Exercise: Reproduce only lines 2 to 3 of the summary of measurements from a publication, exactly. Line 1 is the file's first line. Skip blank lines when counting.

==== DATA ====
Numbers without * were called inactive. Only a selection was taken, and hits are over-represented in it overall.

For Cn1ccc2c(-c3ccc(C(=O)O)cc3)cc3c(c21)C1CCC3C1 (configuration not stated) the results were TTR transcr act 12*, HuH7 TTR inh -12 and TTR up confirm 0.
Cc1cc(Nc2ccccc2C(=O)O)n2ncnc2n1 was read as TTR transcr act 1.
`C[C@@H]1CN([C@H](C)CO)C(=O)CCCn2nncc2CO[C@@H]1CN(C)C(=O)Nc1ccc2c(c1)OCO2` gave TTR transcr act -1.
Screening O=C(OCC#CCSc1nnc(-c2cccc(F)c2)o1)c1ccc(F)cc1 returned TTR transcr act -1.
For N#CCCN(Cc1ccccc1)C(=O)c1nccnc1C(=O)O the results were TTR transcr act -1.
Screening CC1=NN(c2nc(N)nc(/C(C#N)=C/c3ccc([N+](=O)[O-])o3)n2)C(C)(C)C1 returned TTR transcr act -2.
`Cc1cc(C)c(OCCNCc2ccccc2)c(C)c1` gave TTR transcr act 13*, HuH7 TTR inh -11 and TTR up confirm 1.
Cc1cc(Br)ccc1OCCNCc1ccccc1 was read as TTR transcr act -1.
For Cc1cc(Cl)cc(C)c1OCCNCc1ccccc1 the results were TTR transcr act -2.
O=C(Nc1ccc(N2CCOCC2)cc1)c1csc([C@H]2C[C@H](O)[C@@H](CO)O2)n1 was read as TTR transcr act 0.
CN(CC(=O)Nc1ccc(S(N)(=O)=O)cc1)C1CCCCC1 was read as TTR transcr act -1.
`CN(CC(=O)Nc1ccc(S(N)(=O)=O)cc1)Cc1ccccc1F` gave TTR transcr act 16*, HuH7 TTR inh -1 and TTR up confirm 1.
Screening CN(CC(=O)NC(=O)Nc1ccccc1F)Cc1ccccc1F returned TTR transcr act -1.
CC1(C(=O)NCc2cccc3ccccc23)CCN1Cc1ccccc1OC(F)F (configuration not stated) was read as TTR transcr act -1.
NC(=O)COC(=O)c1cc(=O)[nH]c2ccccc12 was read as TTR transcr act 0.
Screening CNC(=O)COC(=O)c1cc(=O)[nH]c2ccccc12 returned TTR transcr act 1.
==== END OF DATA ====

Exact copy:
For Cn1ccc2c(-c3ccc(C(=O)O)cc3)cc3c(c21)C1CCC3C1 (configuration not stated) the results were TTR transcr act 12*, HuH7 TTR inh -12 and TTR up confirm 0.
Cc1cc(Nc2ccccc2C(=O)O)n2ncnc2n1 was read as TTR transcr act 1.